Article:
All business concerning the work of the Commission shall be presented to the Commission at a daily executive session, to be held at 11 o'clock A.M.

Ald. LEE. That don't apply to executive sessions at all. It says that all business shall be presented to the Commissioners

Mr. RILEY. At executive sessions.
Ald. LEE. — It don't say

executive." The WITNESS. Yes, - at a daily executive session." (Laughter.)

Ald. LEE. Well, now, that is all fright. We will suppose that it does. Isn't it possible that the Commissioners should meet and then immediately adjourn without doing any business?

Mr. RILEY. Well, has the time for arguing come?

Ald. LEE. Well, I thought that you had argued it pretty well, and I thought it was about time for the committee to have something to say. I would like to ask one more question.

Q. (By Ald. LEE.) Were all the executive sessions held at 11 o'clock

A. They were not.
Q. At other hours of the day?
A. Yes, sir.
Q. Later?
A. Later.
Q. Any of them up to 4 o'clock, that you remember?
A. I think not as late as that.
Q. Up to three ?
A. Possibly.
Q. (By Mr. RILEY.) Have those rules ever been repealed ?
A. I think not.
Q. They are still in force ?
... The rule has never been repealed, to my recollection.

Q. So that your reply to the Alderman is that they have been broken? Am I right?

d. That is a matter for the committee to decide.

Ald. LEE. — That is what records are made for, you know – to break. Sometimes records are made to break, and they are broken.

Mr. RILEY Well, if they are good ones they should not be.
Q. (By Mr. RILEY.) Now, general, will you turn to Oct. 20, 1891 ?
A. (Reading :) “Tuesday, Oct. 20, 1891."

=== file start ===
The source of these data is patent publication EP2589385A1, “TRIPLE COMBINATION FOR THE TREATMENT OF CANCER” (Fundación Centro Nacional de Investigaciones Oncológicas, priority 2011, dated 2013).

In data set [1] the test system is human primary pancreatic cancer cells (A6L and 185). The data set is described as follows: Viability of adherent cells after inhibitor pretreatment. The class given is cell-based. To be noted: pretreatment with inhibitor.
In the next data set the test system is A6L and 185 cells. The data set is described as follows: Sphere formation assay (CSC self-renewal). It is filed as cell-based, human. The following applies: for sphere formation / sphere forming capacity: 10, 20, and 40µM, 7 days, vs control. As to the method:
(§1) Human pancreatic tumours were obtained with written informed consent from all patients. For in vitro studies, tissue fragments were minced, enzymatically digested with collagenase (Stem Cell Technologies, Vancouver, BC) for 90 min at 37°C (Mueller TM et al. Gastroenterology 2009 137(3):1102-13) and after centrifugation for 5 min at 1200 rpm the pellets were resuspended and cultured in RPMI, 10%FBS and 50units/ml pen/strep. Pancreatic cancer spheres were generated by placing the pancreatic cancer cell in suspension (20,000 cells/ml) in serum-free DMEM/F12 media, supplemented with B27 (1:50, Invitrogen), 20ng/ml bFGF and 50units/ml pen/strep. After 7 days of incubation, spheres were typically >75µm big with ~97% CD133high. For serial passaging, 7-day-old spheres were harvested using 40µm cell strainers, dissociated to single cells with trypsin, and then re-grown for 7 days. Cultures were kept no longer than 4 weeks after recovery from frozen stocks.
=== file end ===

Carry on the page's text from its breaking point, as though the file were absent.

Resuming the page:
Q. Do you find anything there in the way of a report pertaining to an officer in one of the institutions named James White ?

A. Yes, sir.
Q. Will you read it?
A. (Reading :)

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The following report of the committee on case of Officer James White was accepted and adopted :

(+14 BEACON STREET, October 20, 1891. “The committee in conjunction with the superintendent of the institutions at Deer Island have investigated the charges upon which Officer James White was discharged, and found the evidence to be unreliable, and that nothing was done by said officer to warrant his discharge. He is an officer without flaw in his previous record at the institution, and the committee therefore recommends that he be this day reinstated without loss of pay, and that this report be forwarded to the Civil Service Commission."

Q. Was that report adopted ?

A. It was. I read that. (Reading :) The following report of the committee on case of Officer James White was accepted and adopted.

Q. Now, will you turn to March 2, 1891 — I think it is page 250 ?

A. You seem to be familiar with these records, after all, don't you?

Mr. RILEY.- Well, by proxy.
The WITNESS. March what was that, sir?
Mr. RILEY. - March 2.